North Carolina and Civil War Prisoners of War

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American Civil War: Prisoners of War, North Carolina Standard

PRISONERS OF WAR, FALL, 1863

North Carolina Standard
Raleigh
October 14, 1863

We are under obligation to a friend for the following list of Confederate officers
confined in West Buildings Hospital, Baltimore, on the 25th of last month.

Col. Rankin, 21st N.C.R.
Col. Leventhorpe, 11th (?) N.C.R.
Col. J.K. Connelly, 55th N.C.R.
Col. William Gibson, 48th Georgia
Lt. Col. J.R. Herbert, 1st Maryland Inf. Battalion
Lt. Col. M.J. Bulger, 47th Arkansas
Maj. W.H. Williamson, 7th Tennessee
Maj. J.M. Hancock, 2nd N.C. Batt.
Capt. George A. Graves, 22nd N.C.R.
Capt. Z.A. Blanton, 18th Va.
Capt. S.W. Brewer, 26th (?) 28th (?) N.C.
Capt. George H. Jones, 22nd Georgia
Capt. George S. Jones, 2nd Georgia Battalion
Capt. John W. Johnston, 11th Georgia
Lt. H.J. Walker, 18th N.C.
Lt. Thomas Newell, 45th (?) 46th (?) Georgia
Lt. Henry Shepherd, 43rd N.C.
Lt. W.C. mercer, 37th Va. Cavalry
Lt. J.E. Weymouth, 18th Va.
Lt. W.H. Burton, 11th Miss.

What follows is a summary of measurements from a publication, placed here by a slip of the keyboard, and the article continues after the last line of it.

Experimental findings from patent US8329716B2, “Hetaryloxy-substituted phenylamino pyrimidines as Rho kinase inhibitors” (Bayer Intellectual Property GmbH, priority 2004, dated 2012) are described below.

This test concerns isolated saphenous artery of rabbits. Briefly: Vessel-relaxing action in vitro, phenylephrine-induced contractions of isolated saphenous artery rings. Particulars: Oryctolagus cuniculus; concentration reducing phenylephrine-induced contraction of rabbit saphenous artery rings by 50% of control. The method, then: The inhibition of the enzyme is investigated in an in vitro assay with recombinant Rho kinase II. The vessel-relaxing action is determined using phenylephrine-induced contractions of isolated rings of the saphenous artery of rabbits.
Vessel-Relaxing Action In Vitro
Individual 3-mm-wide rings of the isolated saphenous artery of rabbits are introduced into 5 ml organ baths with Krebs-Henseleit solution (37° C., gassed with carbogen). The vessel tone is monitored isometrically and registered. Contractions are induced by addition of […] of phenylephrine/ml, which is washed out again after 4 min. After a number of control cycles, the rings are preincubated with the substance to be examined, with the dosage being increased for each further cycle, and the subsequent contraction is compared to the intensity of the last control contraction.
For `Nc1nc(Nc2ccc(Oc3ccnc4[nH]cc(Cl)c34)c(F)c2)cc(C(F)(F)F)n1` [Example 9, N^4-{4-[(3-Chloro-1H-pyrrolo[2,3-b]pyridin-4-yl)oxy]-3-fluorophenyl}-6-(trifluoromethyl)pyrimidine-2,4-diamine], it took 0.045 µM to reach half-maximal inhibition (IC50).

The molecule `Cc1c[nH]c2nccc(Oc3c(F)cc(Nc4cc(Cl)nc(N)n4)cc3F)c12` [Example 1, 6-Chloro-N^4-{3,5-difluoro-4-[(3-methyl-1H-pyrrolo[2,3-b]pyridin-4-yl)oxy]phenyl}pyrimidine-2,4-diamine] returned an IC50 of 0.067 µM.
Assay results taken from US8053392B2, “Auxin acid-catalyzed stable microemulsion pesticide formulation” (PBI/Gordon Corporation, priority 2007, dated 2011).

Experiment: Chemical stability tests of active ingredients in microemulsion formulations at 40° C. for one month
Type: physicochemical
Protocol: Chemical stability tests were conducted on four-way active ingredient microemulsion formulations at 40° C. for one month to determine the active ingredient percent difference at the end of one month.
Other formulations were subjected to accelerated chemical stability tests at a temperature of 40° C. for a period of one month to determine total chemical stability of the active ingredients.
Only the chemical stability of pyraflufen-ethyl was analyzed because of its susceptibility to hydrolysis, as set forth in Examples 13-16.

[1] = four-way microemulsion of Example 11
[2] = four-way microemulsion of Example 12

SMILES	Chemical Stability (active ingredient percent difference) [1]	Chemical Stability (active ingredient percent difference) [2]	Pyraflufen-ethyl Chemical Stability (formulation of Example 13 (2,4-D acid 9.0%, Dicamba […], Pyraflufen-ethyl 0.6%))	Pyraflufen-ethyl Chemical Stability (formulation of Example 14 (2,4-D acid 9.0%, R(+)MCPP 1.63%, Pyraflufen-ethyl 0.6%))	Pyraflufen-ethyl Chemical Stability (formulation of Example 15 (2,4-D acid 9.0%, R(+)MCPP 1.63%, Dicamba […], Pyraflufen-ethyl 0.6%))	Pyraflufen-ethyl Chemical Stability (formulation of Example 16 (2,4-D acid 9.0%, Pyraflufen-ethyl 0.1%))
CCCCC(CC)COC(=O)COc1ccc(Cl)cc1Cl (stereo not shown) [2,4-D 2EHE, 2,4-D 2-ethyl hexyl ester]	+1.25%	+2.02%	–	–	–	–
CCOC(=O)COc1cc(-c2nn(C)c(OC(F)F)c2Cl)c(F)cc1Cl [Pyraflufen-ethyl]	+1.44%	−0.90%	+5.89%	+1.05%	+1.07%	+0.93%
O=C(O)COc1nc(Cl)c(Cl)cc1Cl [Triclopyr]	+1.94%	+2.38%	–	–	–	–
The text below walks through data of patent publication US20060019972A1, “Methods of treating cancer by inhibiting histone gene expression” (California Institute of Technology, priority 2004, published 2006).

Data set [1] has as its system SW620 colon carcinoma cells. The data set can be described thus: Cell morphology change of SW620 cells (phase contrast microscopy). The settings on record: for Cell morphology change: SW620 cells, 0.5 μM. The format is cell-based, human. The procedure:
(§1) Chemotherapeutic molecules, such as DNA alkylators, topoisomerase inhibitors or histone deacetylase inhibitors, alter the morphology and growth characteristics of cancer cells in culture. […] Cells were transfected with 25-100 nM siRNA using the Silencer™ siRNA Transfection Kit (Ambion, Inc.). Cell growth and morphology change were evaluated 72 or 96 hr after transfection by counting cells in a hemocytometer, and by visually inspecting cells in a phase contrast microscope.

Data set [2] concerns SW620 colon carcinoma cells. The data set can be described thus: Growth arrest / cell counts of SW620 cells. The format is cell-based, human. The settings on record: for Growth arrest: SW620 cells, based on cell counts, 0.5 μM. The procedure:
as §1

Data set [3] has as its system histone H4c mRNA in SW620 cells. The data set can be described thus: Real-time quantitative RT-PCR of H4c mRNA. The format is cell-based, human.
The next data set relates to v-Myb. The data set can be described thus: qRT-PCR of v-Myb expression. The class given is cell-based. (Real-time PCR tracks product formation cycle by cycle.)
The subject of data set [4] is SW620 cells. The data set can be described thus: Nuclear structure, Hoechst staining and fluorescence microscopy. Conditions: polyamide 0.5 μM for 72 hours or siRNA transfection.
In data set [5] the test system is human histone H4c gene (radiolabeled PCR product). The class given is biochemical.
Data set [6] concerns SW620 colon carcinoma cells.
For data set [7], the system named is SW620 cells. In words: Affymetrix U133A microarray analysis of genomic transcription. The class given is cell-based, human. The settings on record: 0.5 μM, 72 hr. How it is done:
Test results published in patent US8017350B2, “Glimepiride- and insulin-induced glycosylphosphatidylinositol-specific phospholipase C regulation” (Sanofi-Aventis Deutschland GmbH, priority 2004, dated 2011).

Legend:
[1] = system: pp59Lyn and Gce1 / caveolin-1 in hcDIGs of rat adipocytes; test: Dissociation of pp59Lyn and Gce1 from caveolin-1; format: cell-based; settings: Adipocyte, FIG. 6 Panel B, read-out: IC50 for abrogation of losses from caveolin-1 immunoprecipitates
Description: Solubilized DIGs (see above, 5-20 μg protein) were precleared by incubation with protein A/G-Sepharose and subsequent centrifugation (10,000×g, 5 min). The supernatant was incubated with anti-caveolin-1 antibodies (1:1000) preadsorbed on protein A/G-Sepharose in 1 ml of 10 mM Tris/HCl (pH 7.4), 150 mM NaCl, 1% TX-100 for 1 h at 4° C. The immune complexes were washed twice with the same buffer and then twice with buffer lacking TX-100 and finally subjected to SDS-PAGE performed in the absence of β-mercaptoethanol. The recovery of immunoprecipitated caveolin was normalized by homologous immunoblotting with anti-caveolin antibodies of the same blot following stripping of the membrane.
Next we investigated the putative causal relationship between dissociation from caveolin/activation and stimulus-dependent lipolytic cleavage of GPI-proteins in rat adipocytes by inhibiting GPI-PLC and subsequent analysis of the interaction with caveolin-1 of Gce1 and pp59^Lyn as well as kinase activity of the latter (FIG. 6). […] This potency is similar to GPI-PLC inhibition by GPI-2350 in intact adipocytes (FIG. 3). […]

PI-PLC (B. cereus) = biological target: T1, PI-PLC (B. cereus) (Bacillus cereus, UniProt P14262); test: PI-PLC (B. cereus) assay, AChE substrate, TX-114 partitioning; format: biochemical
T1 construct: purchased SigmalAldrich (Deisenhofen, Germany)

Lt. G.P. Bryan, 2nd N.C. Cavalry
Lt. J.H. Williams, 14th S.C.
Lt. F.M. Kelly, 48th Georgia
Lt. William E. Killan (?), 45th Georgia
Lt. J.M. Ray, 48th N.C.
Lt. M.B. Swearingen, 5th Florida
Lt. E.M. Kidd, 2nd Louisiana
Lt. B. Barksdale, 23rd Virginia
Lt. A.M. Belcher (?) Belsher (?), 2nd Mississippi
Lt. S. Genargin, 16th Alabama
Lt  Jas. A. Riddick, 3rd Virginia

The informer says one of two of the officers are in the same hospital whose
names he did not get.  He says they were all well treated.  Col. Connelly
has lost an arm; Col. Leaventhorpe was doing well.  The men were expecting
to be sent to Johnson’s Island, Ohio.

North Carolina Standard
Raleigh
November 25, 1863

Eighty two Confederate prisoners died at Camp Douglas near Chicago
in the month of October.  Among them we note the names of John Anderson,
64th N.C.T.; John J. Gray, 62nd N.C.T.; A.J. Prusnell, 62nd (?) N.C.T.; Avery
Reeves, 62nd N.C.T.; James L. Shelton, 62nd N.C.T.; Jacob Sellers, 62nd N.C.T.;
Jackson A. Tague, 62nd N.C.T.  Three quarters of all deaths were from inflammation
of the lungs.

North Carolina Standard
Raleigh
December 30, 1863

The following is a list of deaths among North Carolina troops held as
prisoners of war at Hammond General Hospital, Point Lookout, Maryland,
from 4th October to 30th November, 1863.

Corp. C.W. Lucky, 22nd Regiment
J.W. Simpson, 4th Regiment
William Baker, F.M. Baldwin and B. Christy, 52nd Regiment
A.C. Digh, 55th Regiment
W.P. Enhart, 11th Regiment
Charles Tate, 2nd Regiment
Ed Wilbar, 45th (?) Regiment
Bartlett Pierson, 20th Regiment
J.N. Alexander, 11th Regiment
A. Austin, 55th Regiment
M. Baldwin, 62nd
A.J. Carter, 22nd
S.C. Creer, 10th
Y.R. Davis, 52nd
John Fowler, 47th
S. Garrett, 11th
W.B. Grant, 2nd
D. Crenshaw, 32nd
R. (?) or B. (?) Harris, 52nd
A.S. Hartly, 37th
Jno. Ingram, 18th
J.A. Killian, 23rd (?)
B.F. Kidd, 21st
A. McDaniels, 61st
J. McDaniels, 26th